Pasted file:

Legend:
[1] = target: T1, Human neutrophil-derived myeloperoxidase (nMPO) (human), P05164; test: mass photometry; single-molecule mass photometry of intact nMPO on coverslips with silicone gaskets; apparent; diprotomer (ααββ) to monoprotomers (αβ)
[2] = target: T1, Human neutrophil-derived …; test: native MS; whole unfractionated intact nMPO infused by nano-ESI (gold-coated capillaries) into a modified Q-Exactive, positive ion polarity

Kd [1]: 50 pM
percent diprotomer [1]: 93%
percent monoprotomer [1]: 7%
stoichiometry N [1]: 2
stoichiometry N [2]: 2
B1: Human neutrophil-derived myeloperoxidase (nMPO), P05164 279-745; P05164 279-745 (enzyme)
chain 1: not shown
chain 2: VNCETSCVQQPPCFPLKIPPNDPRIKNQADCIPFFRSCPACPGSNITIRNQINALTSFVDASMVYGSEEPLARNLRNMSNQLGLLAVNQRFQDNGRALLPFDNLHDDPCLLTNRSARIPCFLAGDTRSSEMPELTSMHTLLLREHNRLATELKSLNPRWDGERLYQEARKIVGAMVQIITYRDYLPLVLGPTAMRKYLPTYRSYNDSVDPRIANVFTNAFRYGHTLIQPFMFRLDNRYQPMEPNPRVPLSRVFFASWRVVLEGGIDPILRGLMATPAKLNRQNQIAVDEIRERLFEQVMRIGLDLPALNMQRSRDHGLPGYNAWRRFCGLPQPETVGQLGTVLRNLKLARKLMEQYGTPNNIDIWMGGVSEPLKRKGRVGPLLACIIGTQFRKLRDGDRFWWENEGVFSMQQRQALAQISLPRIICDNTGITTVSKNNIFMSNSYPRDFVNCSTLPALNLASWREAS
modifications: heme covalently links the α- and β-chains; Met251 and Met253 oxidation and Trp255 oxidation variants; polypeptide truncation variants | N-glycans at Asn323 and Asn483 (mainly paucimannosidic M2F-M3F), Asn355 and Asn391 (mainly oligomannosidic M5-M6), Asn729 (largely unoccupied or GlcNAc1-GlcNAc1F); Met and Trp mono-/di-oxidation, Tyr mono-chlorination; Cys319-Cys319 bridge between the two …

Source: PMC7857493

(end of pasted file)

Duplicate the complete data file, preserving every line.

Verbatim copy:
Legend:
[1] = target: T1, Human neutrophil-derived myeloperoxidase (nMPO) (human), P05164; test: mass photometry; single-molecule mass photometry of intact nMPO on coverslips with silicone gaskets; apparent; diprotomer (ααββ) to monoprotomers (αβ)
[2] = target: T1, Human neutrophil-derived …; test: native MS; whole unfractionated intact nMPO infused by nano-ESI (gold-coated capillaries) into a modified Q-Exactive, positive ion polarity

Kd [1]: 50 pM
percent diprotomer [1]: 93%
percent monoprotomer [1]: 7%
stoichiometry N [1]: 2
stoichiometry N [2]: 2
B1: Human neutrophil-derived myeloperoxidase (nMPO), P05164 279-745; P05164 279-745 (enzyme)
chain 1: not shown
chain 2: VNCETSCVQQPPCFPLKIPPNDPRIKNQADCIPFFRSCPACPGSNITIRNQINALTSFVDASMVYGSEEPLARNLRNMSNQLGLLAVNQRFQDNGRALLPFDNLHDDPCLLTNRSARIPCFLAGDTRSSEMPELTSMHTLLLREHNRLATELKSLNPRWDGERLYQEARKIVGAMVQIITYRDYLPLVLGPTAMRKYLPTYRSYNDSVDPRIANVFTNAFRYGHTLIQPFMFRLDNRYQPMEPNPRVPLSRVFFASWRVVLEGGIDPILRGLMATPAKLNRQNQIAVDEIRERLFEQVMRIGLDLPALNMQRSRDHGLPGYNAWRRFCGLPQPETVGQLGTVLRNLKLARKLMEQYGTPNNIDIWMGGVSEPLKRKGRVGPLLACIIGTQFRKLRDGDRFWWENEGVFSMQQRQALAQISLPRIICDNTGITTVSKNNIFMSNSYPRDFVNCSTLPALNLASWREAS
modifications: heme covalently links the α- and β-chains; Met251 and Met253 oxidation and Trp255 oxidation variants; polypeptide truncation variants | N-glycans at Asn323 and Asn483 (mainly paucimannosidic M2F-M3F), Asn355 and Asn391 (mainly oligomannosidic M5-M6), Asn729 (largely unoccupied or GlcNAc1-GlcNAc1F); Met and Trp mono-/di-oxidation, Tyr mono-chlorination; Cys319-Cys319 bridge between the two …

Source: PMC7857493